Dick Gregory: Anyone who has written two autobiographies and plans to write two more has a lot to say (unless they're reality TV stars). Gregory is the guy we're referring to, and he has more titles than a stolen Chevy — activist, philosopher, anti-drug crusader, comedian, author, actor, cancer survivor, recording artist, Presidential candidate, and nutritionist. Gregory started his comedy journey in the mid '50s while in the army. In 1961 he was booked at Chicago's Playboy Club, and a year later he was headlining. 4 p.m. $25, $32. The Wilbur, 246 Tremont St., Boston. 800-745-3000.

Beantown Bootcamp: Be a role model in the war against childhood obesity at this one-hour event for adults of all fitness levels. Your drill sargeant will be John Wayman who has been teaching bootcamp classes since 2003. Your sweat will help fund bootcamps for kids. 10-11 a.m. $25 (includes t-shirt). 18+. Christopher Columbus Park, Atlantic Avenue, Boston.

Miike Snow: For a time last spring, we couldn't get the pulsing, infectious beats of this trio's tune "Animal" out of our head. (Yes, folks, Miike Snow isn't a guy — Miike Snow is three remix-happy guys: Pontus Winnberg, Christian Karlsson, and Andrew Wyatt.) Don your dance shoes, limber up, and get ready for a loud, frenetic show Sunday. 7 p.m. $32.70. House of Blues, 15 Lansdowne St., Boston. 800-745-3000.

'Black Entrepreneurs: Citizenship in the 18th and 19th Centuries': The Museum of African American History's 1806 African Meeting House is getting a $4 million dollar facelift. This will allow the National Park Service and the museum to welcome visitors to the building where leaders of the abolitionist movement gathered to end slavery. At Sunday's program, historic passages will be read by Mrs. Thurgood Marshall, actor Charles Dutton, and local leaders. 4-6 p.m. $10, $.10 (ten cents) kids under 16. 617-725-0022, ext. 29. Converse Hall, 88 Tremont St., Boston. or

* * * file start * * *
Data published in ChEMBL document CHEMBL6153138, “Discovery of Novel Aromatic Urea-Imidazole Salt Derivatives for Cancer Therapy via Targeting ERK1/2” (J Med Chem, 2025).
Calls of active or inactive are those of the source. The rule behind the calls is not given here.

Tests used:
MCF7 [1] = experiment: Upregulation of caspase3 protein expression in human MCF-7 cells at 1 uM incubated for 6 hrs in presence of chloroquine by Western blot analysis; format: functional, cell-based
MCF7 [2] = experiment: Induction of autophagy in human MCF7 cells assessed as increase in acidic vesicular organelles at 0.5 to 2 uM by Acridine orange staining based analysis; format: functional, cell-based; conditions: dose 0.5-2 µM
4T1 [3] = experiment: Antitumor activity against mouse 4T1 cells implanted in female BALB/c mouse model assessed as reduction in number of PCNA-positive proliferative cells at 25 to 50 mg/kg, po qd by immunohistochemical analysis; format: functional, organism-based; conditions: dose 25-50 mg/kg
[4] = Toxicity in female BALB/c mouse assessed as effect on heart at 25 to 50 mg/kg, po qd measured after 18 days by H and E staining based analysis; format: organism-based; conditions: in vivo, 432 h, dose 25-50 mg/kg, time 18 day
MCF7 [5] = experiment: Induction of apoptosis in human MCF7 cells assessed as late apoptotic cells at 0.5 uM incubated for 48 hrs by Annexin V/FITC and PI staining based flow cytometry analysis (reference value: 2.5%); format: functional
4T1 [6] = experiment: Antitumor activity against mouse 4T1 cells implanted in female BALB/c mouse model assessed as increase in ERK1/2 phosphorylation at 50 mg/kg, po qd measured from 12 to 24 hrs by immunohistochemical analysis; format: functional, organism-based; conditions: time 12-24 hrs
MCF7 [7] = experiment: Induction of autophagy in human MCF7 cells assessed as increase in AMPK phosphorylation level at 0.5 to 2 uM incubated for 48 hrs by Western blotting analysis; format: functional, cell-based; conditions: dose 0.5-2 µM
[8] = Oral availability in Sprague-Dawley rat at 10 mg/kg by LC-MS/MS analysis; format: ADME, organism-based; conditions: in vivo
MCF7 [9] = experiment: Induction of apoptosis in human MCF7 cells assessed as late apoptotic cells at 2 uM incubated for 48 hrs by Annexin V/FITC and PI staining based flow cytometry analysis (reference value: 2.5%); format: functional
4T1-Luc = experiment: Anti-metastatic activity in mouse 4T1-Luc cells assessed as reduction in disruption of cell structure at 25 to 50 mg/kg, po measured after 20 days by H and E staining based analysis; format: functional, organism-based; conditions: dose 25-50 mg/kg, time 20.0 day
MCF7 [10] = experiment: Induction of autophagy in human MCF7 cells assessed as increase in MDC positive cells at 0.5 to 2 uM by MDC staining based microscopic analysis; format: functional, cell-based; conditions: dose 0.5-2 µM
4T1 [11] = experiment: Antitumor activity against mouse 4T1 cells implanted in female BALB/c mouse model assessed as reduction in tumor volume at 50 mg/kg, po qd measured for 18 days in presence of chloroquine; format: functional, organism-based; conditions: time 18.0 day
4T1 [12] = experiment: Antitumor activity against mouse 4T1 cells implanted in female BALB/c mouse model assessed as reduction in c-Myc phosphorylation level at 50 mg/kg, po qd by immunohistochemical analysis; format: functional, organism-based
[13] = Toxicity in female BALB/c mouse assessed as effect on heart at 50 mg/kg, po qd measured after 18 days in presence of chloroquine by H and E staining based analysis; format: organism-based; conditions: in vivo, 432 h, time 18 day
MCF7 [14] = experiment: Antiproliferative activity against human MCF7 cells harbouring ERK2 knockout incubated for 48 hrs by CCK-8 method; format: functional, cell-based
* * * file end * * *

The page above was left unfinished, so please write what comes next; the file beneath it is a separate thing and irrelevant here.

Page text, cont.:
Wellesley Symphony Orchestra: When Travis Ramsey and his wife bought an old house in Malden, the steam heating system became music to the composer's ears. ". . .radiators that hissed like demented teapots, pipes that banged loud enough to shake the floors, and a 1937 steam boiler that roared like a lioness in heat." The result is "The Lost Art of Steam Heating" which the orchestra will perform using percussionists playing two steam radiators. 3 p.m. (pre-concert talk at 2:15 p.m.). $20, $15 students and seniors, free for kids with a paid adult. Massachusetts Bay Community College, 50 Oakland St., Wellesley. 781-235-0515.

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Stephanie Callahan is a native Bostonian who loves cooking, traveling, spa treatments, and being on the ocean.

Meghan Colloton is a Bostonian who loves traveling, channeling her inner Julia Child, and trying weird things -- from food to bungee jumping.

Milva DiDomizio is a New England native who's fond of cooking, singing, and Boston's arts and culture scene.

Rachel Raczka is a Bostonian who enjoys buttercream frosting, gin cocktails, and conquering cobblestone streets in high heels.

Emily Sweeney is a Boston native who goes out all over, from Irish pubs in Southie to the roller rink in Dorchester.

Emily Wright is a native Cape Codder who enjoys exercising, baking, and the occasional guilty pleasure action movie.